Thursday, May 21, 2015

Raking, baling, watching the sky

bales on the right, raked hay on the left.  Lots of work ahead
 Haying weather is really a roll of the dice around here; most of the local farmers don't bother with trying to guess, they just round-bale the first cutting of hay and wrap it, and sell it as silage.  Wrapped bales don't really have to be picked up on any sort of schedule; you'll see them out in the fields for weeks or months until the farmer gets around to it.

The unfortunate part of that is that I don't have a round baler... but this year I watched the weather and saw a little window coming up that looked like haying weather.  So I cut the grass and crossed my fingers; tedded it, and tested it every day for moisture content.   This morning I thought it might work out, so I raked a row and tuned up the baler for bale length and weight.  Around noon the hay tested at 17% moisture, and the race is on.
First cutting has some seed heads and some weeds.  2nd cutting will be finer and better quality
So I had a guy on the tractor baling, and I was working with a crew of four to pick up the bales and toss 'em on a wagon.  One driver, one on the wagon, two people tossing bales up to the wagon deck.   The truck pulling the hay wagon followed the baler, slowly falling behind, until we'd baled about 850 bales.  Took 3 hours to put all of the baled hay into the barn, and then we quit for the night.  If it doesn't rain tonight we'll bale and stack the remainder tommorow.  If it does rain I'll use the grass head on my forage chopper to pick it up, and feed the wet grass to the cows while the field regrows.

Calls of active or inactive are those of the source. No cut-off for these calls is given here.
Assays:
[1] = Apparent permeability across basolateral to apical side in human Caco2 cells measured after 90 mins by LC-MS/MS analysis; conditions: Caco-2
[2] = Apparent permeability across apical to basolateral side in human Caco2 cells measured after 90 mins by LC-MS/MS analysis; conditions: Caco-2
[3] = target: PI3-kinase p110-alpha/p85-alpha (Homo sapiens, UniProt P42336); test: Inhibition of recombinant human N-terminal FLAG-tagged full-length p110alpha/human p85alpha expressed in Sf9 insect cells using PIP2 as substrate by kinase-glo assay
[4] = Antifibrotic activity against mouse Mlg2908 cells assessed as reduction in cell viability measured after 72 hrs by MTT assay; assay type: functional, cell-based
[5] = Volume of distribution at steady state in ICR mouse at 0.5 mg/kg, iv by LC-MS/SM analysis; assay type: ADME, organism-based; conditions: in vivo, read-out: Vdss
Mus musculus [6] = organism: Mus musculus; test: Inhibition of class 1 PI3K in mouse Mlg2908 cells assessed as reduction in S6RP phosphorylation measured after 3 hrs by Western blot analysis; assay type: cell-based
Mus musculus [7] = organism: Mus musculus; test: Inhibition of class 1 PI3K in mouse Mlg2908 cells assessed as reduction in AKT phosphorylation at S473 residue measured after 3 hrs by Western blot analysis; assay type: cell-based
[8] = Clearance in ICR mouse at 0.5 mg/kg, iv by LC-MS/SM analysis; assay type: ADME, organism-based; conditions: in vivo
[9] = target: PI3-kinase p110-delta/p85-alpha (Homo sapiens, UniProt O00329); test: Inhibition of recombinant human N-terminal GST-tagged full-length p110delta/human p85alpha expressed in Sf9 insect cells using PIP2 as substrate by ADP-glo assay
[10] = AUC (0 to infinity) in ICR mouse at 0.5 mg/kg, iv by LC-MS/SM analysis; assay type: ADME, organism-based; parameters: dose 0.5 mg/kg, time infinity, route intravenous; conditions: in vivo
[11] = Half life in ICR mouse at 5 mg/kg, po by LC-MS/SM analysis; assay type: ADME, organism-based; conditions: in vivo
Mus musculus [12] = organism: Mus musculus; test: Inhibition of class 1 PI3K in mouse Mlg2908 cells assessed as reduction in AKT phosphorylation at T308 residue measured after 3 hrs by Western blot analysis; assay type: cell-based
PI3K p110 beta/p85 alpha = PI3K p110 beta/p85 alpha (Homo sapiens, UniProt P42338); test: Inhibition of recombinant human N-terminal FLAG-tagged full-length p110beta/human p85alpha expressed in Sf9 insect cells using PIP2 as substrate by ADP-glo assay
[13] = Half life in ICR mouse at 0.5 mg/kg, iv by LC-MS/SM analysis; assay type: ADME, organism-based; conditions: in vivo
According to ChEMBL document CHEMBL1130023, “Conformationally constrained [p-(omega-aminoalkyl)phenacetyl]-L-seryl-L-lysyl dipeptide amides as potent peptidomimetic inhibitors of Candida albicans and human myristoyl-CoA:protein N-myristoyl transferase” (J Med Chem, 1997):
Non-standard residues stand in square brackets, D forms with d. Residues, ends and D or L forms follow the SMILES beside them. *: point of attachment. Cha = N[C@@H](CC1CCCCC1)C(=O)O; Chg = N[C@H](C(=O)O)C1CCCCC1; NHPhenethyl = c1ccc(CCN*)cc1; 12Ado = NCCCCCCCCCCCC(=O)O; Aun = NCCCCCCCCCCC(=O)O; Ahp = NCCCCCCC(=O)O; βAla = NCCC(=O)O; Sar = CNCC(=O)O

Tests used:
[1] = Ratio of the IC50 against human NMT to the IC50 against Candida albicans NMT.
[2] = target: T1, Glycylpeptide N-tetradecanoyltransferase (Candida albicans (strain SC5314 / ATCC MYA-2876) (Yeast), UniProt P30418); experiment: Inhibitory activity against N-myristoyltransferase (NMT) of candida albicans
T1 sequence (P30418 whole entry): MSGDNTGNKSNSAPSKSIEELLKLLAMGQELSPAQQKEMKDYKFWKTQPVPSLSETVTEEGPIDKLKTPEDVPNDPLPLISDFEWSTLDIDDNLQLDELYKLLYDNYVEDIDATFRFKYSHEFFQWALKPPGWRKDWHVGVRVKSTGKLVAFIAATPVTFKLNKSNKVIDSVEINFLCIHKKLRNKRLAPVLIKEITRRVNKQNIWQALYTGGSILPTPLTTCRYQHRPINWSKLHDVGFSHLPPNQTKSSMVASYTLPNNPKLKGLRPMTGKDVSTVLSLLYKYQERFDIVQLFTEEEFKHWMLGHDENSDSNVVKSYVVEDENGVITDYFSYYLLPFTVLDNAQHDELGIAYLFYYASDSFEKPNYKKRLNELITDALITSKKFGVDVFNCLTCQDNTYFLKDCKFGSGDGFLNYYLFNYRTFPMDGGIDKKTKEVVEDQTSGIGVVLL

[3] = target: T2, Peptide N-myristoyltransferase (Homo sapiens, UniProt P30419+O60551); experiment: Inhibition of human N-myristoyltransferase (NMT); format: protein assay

I need about a bale a cow a day.  So my herd of 25 cows needs 25 bales a day, or roughly 750 bales a month in hay.  The non-growing season is about 5 months long, so my goal for this year is 3,750 bales of hay stacked and in the barn by september.

If I can get this cutting into the barn without mishap, I'll be more than half-way there.  Crossing my fingers and hoping it doesn't rain tonight.  20% probability.



 

4 comments:

George said...

We usually (if weather permits) leave the squares to sit a day in the sun. If we have to put em away right away, we salt each layer of the bale stack to draw out moisture, mainly to ensure no fires :)

Nick Keenan said...

So did it rain?

Bruce King said...

George; usually if it's better weather I'll leave them a day after baling too; just dind't have a big enough weather window this time to do it. So we stacked them on pallets and loosely, so there's airflow under and around each pallet of 9 bales so that they can dry a bit in the barn. luxury of having a huge barn.

Bruce King said...

Nick: Had a heavy dew this morning that delayed baling until noon, but no rain. At 9:30pm it still hasn't rained, but at this point I'd like it to rain. Baled from noon to 9pm. 1286 bales in the barn, which is a little less than I'd hoped, but still 1/3rd of all the hay I'll need for the winter, and doing a cutting this early is really unusual. Probably means I'll get 4 cuttings total this year, which would put me at something like 4000 bales, comfortably over what I need.